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Pro bono hours, legal aid donations are up

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Pro BonoFlorida lawyers reported providing more than 1.5 million hours of pro bono services — potentially worth more than $380 million — and contributing more than $6.7 million to legal aid programs between July 1, 2020, and June 30, 2021, according to figures from The Florida Bar.

Those hourly numbers were higher than for 2019-20, but lower than the two previous years. The donation level was the highest at least in recent years.

“We are very proud of our members for increasing both their pro bono hours and their legal aid financial contributions above the prior year, even in the midst of a pandemic,” said Bar President Michael Tanner.

The yearly pro bono statistics were presented and discussed at the October 13 meeting of the Bar’s Pro Bono Legal Services Committee, where members were encouraged by the higher numbers but also said they hope more can be done.

Overall, 38,989 individual attorneys reported providing 1,505,042 hours of pro bono work, and another 574 attorneys said they provided 22,970 hours through law firm pro bono plans. Another 25,054 lawyers said they contributed $6.7 million to legal aid organizations.

If the pro bono work were billed at a $250 hourly rate, the value of the volunteered hours is $382.5 million, according to Frank Digon-Greer, assistant director of the Bar’s Programs Division and who assembled the pro bono figures.

The numbers were compiled pursuant to Bar Rule 4-6.1(d). The rule sets out an aspirational goal for lawyers to provide 20 hours of pro bono service annually or contribute $350 to a legal aid program. While the program is not mandatory, lawyers are required to report on their annual membership fees form whether they met the goal.

There were 91,700 Bar members in good standing eligible to provide the pro bono services, with 17,232 saying they deferred because of job requirements or conflicts and 4,213 saying they provided services in a special manner. Another 37,934 said they did not provide any pro bono work or contribute to a legal aid program, and 2,094 did not report what they did.

According to the data, that average Bar member providing individual pro bono services did 38.6 hours of donated work. Those participating in a law firm plan provided 40 hours. The average individual contribution to a pro bono program was about $269.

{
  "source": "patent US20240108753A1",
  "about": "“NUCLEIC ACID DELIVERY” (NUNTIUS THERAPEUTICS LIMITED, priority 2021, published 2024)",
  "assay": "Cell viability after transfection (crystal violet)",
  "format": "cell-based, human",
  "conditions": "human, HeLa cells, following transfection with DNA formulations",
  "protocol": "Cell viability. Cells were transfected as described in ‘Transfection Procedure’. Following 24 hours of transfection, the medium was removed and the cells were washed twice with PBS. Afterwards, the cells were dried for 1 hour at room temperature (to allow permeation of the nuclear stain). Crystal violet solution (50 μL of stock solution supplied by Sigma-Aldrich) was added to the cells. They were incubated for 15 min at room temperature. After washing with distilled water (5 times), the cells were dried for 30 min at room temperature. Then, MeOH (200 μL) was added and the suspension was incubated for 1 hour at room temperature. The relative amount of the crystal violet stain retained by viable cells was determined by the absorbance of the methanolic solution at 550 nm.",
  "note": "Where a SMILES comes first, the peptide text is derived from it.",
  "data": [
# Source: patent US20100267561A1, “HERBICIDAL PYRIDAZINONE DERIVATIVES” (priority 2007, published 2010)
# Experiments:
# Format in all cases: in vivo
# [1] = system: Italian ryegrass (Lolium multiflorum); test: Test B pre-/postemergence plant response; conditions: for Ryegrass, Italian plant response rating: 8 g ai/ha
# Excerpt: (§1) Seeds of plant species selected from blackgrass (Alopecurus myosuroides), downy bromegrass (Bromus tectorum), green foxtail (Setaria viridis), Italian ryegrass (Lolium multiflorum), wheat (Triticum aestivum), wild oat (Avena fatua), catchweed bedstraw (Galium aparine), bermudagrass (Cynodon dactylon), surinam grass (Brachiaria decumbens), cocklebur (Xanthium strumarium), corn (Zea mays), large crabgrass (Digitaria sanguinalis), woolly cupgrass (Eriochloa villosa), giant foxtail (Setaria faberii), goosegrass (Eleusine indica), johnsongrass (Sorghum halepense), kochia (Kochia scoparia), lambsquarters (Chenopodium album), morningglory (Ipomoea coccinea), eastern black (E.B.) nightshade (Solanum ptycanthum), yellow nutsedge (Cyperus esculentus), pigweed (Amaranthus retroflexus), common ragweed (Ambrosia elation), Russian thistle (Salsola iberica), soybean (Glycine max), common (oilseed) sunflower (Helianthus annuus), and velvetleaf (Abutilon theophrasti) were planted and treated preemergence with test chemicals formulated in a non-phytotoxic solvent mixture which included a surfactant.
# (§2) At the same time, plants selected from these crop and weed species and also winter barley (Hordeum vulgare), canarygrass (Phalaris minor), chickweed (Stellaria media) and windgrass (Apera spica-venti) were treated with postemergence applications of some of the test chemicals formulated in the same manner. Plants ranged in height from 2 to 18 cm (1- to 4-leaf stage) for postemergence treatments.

The numbers were an improvement from 2019-20, but mixed compared to the two previous years in which lawyers reported more donated hours but lower donations to legal aid offices.

In 2019-20, lawyers provided 1.3 million hours personally and through law firm plans and contributed almost $6.4 million to legal aid agencies.

For 2018-19, lawyers reported 1.6 million hours of service and $6.2 million in donations, and for 2017-18 they registered just under 1.6 million hours and $5.8 million in donations.

Committee Co-Chair Kathy McLeroy said it was encouraging that the lawyers who reported pro bono work exceeded the 20-hour annual aspirational goal, although some standards suggest 3% of working hours be devoted to pro bono, which would be about 60 hours a year.

“I’m gratified to see the numbers go upwards,” she said.

McLeroy noted the committee is planning a pro bono summit at the Bar’s next Annual Convention and that The Florida Bar Foundation, with committee support, is restarting the One campaign to encourage pro bono volunteers.

Committee member and Foundation Executive Director Donny MacKenzie noted that lawyers have said it’s difficult for them to provide more pro bono services, while at the same time studies have shown moderate and low-income communities are vastly underserved with civil legal services.

“It’s wonderful what we lawyers do, but it drives home that we lawyers cannot be the only resources to solve their problems. There has to be another way,” he said.

Quoting former Florida Supreme Court Chief Justice Ray Ehrlich, MacKenzie said, “When hungry people go hungry, we don’t look to grocery stores to feed them…. We cannot rely exclusively on lawyers to do this.”

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